- Stacker sliders to the alfresco etc to bring the outside inside
- Alfresco doesn’t need a built in BBQ area.
- Solar Passive design where possible
- Block is sloping from back to the front approx 600mm.
There were parts of the initial concept sketch that we just couldn’t squeeze in to the design. The main one being the extra room downstairs for the activity/nursery. While we could have positioned that room where the courtyard is we really didn’t want to because of the amount of light that area brings into the master bedroom and hallway/living areas. We thought it was best at this point to get some feedback from Adam and Amanda and see what their thoughts were.
After a few days of consideration I met with Adam and Amanda at a nice cafe in the city during their lunch break to go through their ideas and listen to their feedback on the design now that they had time to absorb the first concept sketch.
Design Revisions Requested
- Increase the grassed area at the rear and reduce the swimming pool to 6m long and 2.8m wide.
- Add a store room to the left side of the garage extending it out to the boundary and adding an access door to the rear that leads straight to the drying court. I then suggested adding a bin storage area to the front of the garage so the bins weren’t inside (as they can tend to smell). All agreed.
- Change the steps to the left side to a sloping path so Adam could push his lawnmower up the path from the new store area.
- Change the ceiling heights to 32c down and 30 upstairs instead of the 34c/32c we had originally designed. This was more of a budget consideration as that change would reduce the price by approximately $7,500.
- Change the double door entry to a single 1.2m wide pivot door.
- Change the elevation to a lighter colour stone (this was purely for visualisation more than anything)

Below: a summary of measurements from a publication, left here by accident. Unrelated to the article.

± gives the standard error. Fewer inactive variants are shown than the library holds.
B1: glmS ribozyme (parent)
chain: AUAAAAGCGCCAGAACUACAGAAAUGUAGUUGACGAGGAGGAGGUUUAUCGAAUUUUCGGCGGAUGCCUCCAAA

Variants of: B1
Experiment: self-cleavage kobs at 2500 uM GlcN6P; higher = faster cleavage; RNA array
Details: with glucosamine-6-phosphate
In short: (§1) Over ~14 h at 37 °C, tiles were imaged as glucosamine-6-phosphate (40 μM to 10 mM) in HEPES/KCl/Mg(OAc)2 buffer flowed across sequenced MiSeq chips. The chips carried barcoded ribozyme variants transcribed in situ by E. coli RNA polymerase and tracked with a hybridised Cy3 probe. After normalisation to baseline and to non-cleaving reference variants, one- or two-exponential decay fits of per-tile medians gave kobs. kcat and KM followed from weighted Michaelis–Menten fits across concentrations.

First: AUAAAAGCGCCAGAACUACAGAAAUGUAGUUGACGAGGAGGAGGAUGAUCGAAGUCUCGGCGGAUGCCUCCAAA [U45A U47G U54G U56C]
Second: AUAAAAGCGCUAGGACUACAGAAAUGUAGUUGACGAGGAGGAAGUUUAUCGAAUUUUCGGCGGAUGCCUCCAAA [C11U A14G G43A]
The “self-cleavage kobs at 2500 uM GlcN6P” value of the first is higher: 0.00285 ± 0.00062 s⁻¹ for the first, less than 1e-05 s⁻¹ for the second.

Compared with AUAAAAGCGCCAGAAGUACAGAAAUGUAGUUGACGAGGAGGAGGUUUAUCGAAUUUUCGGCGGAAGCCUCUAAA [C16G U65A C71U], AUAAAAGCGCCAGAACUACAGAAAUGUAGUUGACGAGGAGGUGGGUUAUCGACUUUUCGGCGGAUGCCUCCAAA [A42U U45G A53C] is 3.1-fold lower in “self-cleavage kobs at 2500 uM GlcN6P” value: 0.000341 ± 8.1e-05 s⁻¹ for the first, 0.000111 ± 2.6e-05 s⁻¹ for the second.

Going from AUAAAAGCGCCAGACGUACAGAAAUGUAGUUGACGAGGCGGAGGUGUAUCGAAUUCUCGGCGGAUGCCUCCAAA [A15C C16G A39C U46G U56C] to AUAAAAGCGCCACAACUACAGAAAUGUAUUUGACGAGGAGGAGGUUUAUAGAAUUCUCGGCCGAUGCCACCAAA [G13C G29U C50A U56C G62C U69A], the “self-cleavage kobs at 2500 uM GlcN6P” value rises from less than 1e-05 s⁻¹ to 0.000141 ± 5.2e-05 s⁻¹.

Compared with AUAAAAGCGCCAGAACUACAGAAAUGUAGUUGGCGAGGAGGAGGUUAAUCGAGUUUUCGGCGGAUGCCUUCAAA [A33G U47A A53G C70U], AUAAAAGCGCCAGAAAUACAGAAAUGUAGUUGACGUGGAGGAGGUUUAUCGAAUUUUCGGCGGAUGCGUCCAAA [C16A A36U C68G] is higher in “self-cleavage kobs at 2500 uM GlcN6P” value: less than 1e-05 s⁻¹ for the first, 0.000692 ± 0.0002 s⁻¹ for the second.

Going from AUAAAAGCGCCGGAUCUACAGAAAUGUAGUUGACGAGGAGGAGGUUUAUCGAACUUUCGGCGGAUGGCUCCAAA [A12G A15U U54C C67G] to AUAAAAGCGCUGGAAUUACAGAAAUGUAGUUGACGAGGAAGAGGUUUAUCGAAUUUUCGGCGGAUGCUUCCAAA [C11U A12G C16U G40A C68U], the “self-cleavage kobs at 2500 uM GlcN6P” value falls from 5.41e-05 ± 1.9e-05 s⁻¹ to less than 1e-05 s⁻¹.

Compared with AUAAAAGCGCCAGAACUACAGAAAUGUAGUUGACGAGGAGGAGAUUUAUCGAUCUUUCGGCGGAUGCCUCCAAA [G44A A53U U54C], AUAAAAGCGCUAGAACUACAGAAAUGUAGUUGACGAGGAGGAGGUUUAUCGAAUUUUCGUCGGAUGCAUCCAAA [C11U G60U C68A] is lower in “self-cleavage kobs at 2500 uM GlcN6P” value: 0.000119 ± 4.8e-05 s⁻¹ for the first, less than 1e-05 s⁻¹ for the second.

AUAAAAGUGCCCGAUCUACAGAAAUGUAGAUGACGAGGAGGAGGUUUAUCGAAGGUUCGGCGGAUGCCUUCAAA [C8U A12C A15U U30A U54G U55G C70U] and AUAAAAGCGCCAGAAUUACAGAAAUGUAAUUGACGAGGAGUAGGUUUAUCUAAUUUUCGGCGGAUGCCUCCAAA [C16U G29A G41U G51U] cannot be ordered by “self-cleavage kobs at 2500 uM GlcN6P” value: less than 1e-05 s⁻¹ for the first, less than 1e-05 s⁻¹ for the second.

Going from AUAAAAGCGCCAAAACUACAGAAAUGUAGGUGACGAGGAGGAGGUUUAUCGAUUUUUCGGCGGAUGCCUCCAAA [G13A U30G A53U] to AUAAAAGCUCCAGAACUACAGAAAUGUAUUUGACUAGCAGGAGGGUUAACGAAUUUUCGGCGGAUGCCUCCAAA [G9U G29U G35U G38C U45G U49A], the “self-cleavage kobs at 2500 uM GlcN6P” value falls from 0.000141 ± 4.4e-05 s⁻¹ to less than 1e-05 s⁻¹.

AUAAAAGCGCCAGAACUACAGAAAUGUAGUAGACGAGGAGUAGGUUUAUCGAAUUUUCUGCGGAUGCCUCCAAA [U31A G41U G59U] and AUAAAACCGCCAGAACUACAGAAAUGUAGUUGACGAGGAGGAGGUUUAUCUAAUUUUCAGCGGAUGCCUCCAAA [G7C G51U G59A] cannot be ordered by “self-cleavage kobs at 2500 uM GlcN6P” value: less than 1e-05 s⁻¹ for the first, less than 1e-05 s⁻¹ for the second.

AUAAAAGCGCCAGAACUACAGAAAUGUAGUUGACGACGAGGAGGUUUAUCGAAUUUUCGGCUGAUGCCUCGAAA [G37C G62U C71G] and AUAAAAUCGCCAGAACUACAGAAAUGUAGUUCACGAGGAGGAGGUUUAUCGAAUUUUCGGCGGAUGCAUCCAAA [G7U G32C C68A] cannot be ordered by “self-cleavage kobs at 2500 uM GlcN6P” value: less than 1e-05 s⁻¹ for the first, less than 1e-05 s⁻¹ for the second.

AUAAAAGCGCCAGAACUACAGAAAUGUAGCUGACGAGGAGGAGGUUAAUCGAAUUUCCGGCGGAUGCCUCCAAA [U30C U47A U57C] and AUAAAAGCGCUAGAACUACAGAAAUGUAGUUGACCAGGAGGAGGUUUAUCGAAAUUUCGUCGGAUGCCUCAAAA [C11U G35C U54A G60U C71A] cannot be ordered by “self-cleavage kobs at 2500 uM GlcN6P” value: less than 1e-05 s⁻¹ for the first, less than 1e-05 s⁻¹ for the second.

- Modify the elevation as the flat roof over the garage meant we needed significant brickwork above to hide it. Instead, adding highlight windows over Bed 3 would help bring the design elevation into proportion as well as adding more points of interest with the elevation. Amanda and I agreed, Adam wasn’t convinced so we decided we would try that style and see how it turned out.
- Add another window to the front of bed 3 and exaggerate the vertical mullions also adding to the height.
- Adding timber lining to the balcony (again for visualisation more than anything as this is normally done during the specification stage)
- Add a gatehouse to the front creating a bit more security for the home. Provide a similar roof system/design as the portico with the exposed steel.
Overall, these modifications weren’t too significant and Adam and Amanda agreed that the courtyard was a better option than closing in the design. The nursery was really only relevant for the next few years so they decided to omit that room from the brief altogether.
Final Narrow Block House Designs Plans And Elevations
Here are the changes we made to the plans, which came together really nicely in the end and ticked all the boxes. We’ve managed to bring a great amount of light into the home as well as provide excellent living areas, swimming pool integration and more lawn area for the kids. The one thing we couldn’t do was add the garage parapet store room wall on the boundary line as it would be refused by planning due to our Study being on the other side boundary. The design was adjusted though to achieve a very similar result which the clients were happy with.
If you like the narrow block house designs and styles shown above or have any comments please share them below. We’d love to hear your thoughts on what we’ve created.